What Texting Does To Your Neck



Dr. Foster: Hi, my name is Dr. Julie Foster and I am a chiropractor. So, “text neck” is really a syndrome which just means it’s a group of symptoms that we’ve developed specifically from the way that we hold our media devices, specifically our cell phones. The symptoms can vary from person to person but it’s really common to find patients who complain of neck pain for sure, shoulder pain, headaches, tension, and definitely difficulty in the way that they’re able to turn their heads. When you keep leaning your head forward, we pull it out of that natural position. Normally, everyone’s head weights 10-12 pounds, depending on how smart you are, but the further you go away from your body, the more force that your head applies to your neck. So, as i pitch more and more forward, my head becomes literally heavier, up to weights like two and three, maybe six times it’s weight, so it’s significant strain over a long period of time.


Candice: I’m Candice.

Jarrett: I’m Jarrett.

Henry: My name is Henry.

Henry: I’m an awesome texter.

Jarrett: I probably spend like six hours a day at the computer like this.

Candice: I’m really worried that I’m going to develop an “old people hump”, which is a very scientific term [laughs]. I’ve noticed in pictures that my shoulders are forward and they’re not nice and pulled back, even if it feels like they are.

Henry: I definitely have bad problems in, like, posture problems. I’m not activating my core enough even though I think about it. It’s like you’re talking to a smoker and it’s just like, ‘Oh do you think the reason why you’re short of breath is because you smoke all the time?’ ‘Yeah, probably, I’m not a doctor, I don’t have an X-ray of my lungs in front of me or the medical expertise to make that call, but if I had to guess: yes.’ The answer is yes, I probably do have text neck.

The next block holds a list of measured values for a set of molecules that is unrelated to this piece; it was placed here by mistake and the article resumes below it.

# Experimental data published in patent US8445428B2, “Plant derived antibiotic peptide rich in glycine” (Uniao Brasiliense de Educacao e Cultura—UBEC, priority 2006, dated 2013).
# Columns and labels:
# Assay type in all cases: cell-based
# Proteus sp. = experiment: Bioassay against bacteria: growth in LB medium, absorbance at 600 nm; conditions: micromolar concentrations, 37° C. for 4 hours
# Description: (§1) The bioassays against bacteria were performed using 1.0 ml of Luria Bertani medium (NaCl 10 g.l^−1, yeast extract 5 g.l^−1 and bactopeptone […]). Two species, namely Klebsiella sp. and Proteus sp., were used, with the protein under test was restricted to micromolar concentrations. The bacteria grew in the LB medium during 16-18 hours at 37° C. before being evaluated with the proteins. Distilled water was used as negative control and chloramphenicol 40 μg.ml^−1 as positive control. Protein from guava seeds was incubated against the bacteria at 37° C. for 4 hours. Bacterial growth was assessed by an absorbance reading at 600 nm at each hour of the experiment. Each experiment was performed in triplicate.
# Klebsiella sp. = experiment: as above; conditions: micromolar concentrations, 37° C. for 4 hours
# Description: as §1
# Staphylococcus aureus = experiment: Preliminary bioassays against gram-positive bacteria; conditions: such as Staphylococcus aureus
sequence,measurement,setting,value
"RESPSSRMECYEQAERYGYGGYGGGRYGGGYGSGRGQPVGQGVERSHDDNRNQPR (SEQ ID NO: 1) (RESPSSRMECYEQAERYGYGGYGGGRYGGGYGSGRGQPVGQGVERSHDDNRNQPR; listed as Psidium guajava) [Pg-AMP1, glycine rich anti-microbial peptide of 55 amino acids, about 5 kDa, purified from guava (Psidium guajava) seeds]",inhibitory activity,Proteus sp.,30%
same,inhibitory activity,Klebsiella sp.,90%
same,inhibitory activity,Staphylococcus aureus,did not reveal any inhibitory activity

[Dr. Foster begins examining Candice] Dr. Foster: One of the first things I look at is to see where people’s shoulders line up in relation to their body. You can see that her shoulders are pushing forward or pulling forward. So, what we’d really like to see is those shoulders to be set back here, and look how that immediately kind of opens up her chest. When I pull your shoulders back, is there a little less tension on your neck?

Candice: Yeah!

Dr. Foster: It’s a miracle.

Candice: I feel more ladylike [laughs].

Dr. Foster: She looks more ladylike [laughs].

[Dr. Foster begins examining Jarrett] Dr. Foster: Nice and easy. He looks comfortable, doesn’t he? He looks really, really comfortable right now. Are you comfortable?

Jarrett: No [laughs].

Dr. Foster: Not at all. He’s not at all.

[Dr. Foster begins examining Henry] Dr. Foster: He looks pretty darn good to me. I might pull him back just a bit. See how just that little bit of adjustment brings his ears a little bit closer in line. I think, over time, he’d have to pay attention to that but he could certainly make that adjustment and give himself a little bit less pressure here. But it’s easy when you’re standing here and a doctor is poking at you.

Dr. Foster: Computers, cell phones – these things aren’t going anywhere. So, to kind of blindly put it aside and say that you shouldn’t use your cell phone as much or you shouldn’t use your computer as much really doesn’t deal with the issue. It’s up to each person individually to become more mindful about their bodies. One of the thing that happens with technology is it allows us to disconnect from other things like people, places, or even ourselves, but your health is based on your connection to you. So, absolutely use your cell phones – stay connected to BuzzFeed, but for all intents and purposes, please lift your phone up. Lift your eyes up. Listen to your body. Pull your shoulders back. Breathe deeply. All of these things help you keep your posture in mind.


via BuzzFeed